Radiation induces cell cycle arrest and/or cell death in mammalian cells. In the present study, we show that Hip2, a ubiquitin-conjugating enzyme, can overcome radiation-induced G2/M cell cycle arrest and trigger the entry into mitosis. Ionizing radiation increased the levels of Hip2 by preventing its degradation but not its gene transcription. The stability of Hip2 in irradiated cells was further confirmed using live cell fluorescence imaging. Flow cytometric and molecular analyses revealed that Hip2 abrogated radiation-induced G2/M arrest, promoting entry into mitosis. Bimolecular fluorescence complementation assays and co-immunoprecipitation experiments showed that Hip2 interacted with and targeted p53 for degradation via the ubiquitin proteasome system, resulting in the activation of cdc2-cyclin B1 kinase to promote mitotic entry. These results contribute to our understanding of the mechanisms that regulate cell cycle progression and DNA damage-induced G2/M checkpoint cellular responses.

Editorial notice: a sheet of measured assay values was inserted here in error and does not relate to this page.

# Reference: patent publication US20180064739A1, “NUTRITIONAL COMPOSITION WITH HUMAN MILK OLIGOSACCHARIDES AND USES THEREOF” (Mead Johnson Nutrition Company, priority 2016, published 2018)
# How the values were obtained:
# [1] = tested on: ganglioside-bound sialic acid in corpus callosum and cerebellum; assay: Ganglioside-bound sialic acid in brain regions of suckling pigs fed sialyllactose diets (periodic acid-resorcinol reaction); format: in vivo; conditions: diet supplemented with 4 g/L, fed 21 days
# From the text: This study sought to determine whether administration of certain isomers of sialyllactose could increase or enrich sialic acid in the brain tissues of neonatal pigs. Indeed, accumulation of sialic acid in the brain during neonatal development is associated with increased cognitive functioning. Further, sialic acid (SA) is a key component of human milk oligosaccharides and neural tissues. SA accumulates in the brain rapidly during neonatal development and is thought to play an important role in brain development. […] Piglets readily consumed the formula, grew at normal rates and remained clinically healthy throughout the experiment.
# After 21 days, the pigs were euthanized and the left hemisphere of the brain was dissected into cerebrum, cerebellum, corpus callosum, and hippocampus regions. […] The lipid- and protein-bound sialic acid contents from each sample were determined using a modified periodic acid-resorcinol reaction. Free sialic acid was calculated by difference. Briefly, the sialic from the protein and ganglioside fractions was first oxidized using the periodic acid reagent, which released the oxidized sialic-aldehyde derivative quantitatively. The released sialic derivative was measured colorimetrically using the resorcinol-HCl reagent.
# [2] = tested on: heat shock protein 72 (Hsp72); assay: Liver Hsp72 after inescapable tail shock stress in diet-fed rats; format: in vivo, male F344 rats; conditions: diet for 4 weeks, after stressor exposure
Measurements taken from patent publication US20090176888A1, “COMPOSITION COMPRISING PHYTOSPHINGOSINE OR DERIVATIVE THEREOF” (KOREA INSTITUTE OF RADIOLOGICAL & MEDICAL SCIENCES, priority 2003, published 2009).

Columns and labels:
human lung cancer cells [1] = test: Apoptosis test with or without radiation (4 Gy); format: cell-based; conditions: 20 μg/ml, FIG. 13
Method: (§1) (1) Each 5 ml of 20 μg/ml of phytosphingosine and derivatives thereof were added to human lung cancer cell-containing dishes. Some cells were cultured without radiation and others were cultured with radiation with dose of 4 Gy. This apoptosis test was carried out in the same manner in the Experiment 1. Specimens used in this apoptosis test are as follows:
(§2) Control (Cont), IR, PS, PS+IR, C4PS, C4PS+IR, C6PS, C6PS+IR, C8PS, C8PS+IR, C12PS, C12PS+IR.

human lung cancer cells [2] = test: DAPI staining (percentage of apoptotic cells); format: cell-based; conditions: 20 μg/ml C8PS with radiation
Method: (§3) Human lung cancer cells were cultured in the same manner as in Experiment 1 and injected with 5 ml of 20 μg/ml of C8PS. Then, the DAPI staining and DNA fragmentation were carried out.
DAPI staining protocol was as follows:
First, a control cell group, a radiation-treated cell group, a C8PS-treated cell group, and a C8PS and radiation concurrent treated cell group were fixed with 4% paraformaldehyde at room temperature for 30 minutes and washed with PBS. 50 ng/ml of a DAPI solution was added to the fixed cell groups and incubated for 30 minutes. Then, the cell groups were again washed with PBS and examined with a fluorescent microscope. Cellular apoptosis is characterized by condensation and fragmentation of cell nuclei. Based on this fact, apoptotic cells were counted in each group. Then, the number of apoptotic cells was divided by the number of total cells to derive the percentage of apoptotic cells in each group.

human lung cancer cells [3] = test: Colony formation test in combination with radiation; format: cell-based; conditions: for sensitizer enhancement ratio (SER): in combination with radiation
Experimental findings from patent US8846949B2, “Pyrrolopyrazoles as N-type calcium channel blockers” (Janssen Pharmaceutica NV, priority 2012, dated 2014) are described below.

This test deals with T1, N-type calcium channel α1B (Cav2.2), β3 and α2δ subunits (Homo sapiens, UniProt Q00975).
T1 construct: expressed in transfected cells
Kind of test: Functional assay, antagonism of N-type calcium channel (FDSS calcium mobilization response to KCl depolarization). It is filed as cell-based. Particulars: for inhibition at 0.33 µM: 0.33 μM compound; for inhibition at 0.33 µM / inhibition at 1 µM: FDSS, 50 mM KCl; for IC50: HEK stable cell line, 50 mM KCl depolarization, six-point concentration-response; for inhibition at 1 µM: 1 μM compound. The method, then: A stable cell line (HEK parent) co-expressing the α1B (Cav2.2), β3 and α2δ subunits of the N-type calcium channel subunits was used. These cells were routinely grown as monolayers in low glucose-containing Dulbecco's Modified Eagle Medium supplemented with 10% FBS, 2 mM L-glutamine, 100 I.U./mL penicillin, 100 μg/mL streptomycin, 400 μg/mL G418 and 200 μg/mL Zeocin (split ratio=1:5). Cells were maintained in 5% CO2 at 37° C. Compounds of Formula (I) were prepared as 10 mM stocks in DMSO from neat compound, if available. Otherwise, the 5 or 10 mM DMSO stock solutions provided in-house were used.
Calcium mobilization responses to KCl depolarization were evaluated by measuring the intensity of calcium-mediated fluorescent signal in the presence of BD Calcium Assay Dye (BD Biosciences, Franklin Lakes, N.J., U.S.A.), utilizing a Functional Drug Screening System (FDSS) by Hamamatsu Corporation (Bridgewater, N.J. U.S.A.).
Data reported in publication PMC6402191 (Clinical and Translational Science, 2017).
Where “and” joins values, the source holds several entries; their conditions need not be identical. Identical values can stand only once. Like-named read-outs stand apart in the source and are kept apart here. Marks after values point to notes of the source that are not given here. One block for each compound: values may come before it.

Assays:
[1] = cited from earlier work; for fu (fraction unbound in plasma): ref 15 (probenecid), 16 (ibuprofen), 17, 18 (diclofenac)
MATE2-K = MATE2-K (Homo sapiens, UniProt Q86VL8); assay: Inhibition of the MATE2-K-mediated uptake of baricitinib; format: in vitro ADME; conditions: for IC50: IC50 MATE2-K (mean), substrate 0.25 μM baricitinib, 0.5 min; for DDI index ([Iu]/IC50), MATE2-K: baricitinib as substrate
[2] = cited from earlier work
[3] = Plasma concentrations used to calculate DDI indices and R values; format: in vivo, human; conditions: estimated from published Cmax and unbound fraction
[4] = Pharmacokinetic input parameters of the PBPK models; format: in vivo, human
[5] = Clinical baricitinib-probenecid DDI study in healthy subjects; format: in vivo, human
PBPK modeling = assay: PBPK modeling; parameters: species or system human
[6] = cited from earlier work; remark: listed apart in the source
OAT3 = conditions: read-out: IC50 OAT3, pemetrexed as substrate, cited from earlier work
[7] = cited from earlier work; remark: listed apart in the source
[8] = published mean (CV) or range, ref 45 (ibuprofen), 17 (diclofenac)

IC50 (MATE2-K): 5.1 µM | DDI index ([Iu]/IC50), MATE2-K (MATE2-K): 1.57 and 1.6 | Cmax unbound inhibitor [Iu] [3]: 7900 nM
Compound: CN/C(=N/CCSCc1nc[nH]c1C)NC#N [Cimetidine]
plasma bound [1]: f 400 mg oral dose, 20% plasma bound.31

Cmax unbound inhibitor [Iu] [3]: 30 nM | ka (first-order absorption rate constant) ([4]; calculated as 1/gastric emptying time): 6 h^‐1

|Number of pages
|Biochimica et Biophysica Acta - Molecular Cell Research
|Published - 2013 Dec
Bibliographical noteFunding Information:
We thank Dr. SG Chi (Division of Life Sciences, Korea University) for helpful discussion. This work was supported by the National Research Foundation of Korea (NRF) grant funded by the Korea government (MEST) (No. R1203241 ).
- G2/M arrest
ASJC Scopus subject areas
- Molecular Biology
- Cell Biology